Presentations Examine Global Reach of Church
Contributed By By R. Scott Lloyd, Church News staff writer
- Different cultures, languages, etiquette, interactions, emotions, and expressions all shape what it means to each of us to be Saints, but the thing that is always constant is God’s truth and power.
How The Church of Jesus Christ of Latter-day Saints is adjusting to meet the needs of an international membership was the theme this year of the annual Church History Symposium jointly organized by Brigham Young University and the Church History Department.
The two-day symposium, titled “The Worldwide Church: The Global Reach of Mormonism,” began Thursday, March 6, on the BYU campus in Provo with a full day of scholarly presentations and an evening keynote speech by Terryl Givens, professor of literature and religion at the University of Richmond in Virginia and a prolific and popular author on intellectual topics about Mormonism.
It continued Friday morning, March 7, at the Conference Center Theater in Salt Lake City with a keynote address by President Dieter F. Uchtdorf, Second Counselor in the First Presidency, and several other sessions during the day.
In his speech March 6, Brother Givens said the Church faces the same challenge that confronted Christian leaders after the death of Christ: “How do you export and disseminate the gospel in all of its purity and goodness to myriad peoples, nationalities, ethnic groups, and societies without the cultural trappings and accretions it has acquired?”
Brother Givens commented: “Our ideas of what it means to be Saints, to worship God, to live the life of discipleship are shaped by myriad factors conscious and unconscious. Forms of address, rhetorical habits, music, instrumentation, the language of prayer, modes of engaging the sacred, etiquette, and interaction and how we express love—these and a million other constituents of the religious life are not eternal verities or immutable truths but shifting modes of pursuing and living truth.”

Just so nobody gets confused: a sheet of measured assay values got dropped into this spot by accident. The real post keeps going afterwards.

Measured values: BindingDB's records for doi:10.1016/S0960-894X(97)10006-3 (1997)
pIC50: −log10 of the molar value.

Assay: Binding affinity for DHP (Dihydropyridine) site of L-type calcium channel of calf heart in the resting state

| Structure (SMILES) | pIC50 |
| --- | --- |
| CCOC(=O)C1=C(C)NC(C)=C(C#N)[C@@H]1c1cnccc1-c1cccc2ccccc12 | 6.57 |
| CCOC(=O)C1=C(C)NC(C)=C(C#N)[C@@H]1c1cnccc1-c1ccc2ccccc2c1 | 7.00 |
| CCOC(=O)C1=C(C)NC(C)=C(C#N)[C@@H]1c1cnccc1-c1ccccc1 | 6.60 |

Obstacles to spreading the LDS faith “freed from cultural baggage” are rooted in Mormonism’s history, Brother Givens said, explaining that its sacred roots, including the Book of Mormon, were part of the physical landscape for early Church members.
Moreover, he said, prominent themes in the Book of Mormon—wars fought in the name of liberty, a land of refuge for the religiously oppressed, the democratization of revelation, hostility to priestcraft—all resonate with what Americans have claimed as part of their national identity.
However, Brother Givens noted, “the Book of Mormon is in large measure the story of the unending transmission of the gospel into new contexts, new settings, and new conditions. It is a chronicle of the volatility and fragility of lands of refuge. It is a testament to the portability and ceaseless transmutations of Zion, with the only constant being the eternally present promise of spiritual blessedness and direct access to God’s power and truth.”
That, Brother Givens said, seems to be a warning against the tendency to associate Zion “with a particular place or nationality or historical moment. There is no holy land, only a holy people.”
Brother Givens said revelations given to Joseph Smith, including section 10 of the Doctrine and Covenants, hint that the institutional Church is not the “exhaustive repository of the chosen or the blessed or the eventually saved.”
“The idea of a spiritual church that exists alongside to encompass and eventually transcend the institutional Church is persistently reaffirmed.”
He said the Church “holds the keys of salvation for the living and the dead. At the same time, God loves and considers to be His people all those who honor Him and will have Him to be their God.
“The implications for how Latter-day Saints engage the rest of the world are there for the faithful to plumb. My task today has been to try and reconstruct from Joseph Smith’s own revelatory pronouncements what I take to be his way of balancing his certainty of the divine foundations and mission of the restored Church with both the humility of language and self-conception and generosity of vision appropriate to its destiny.”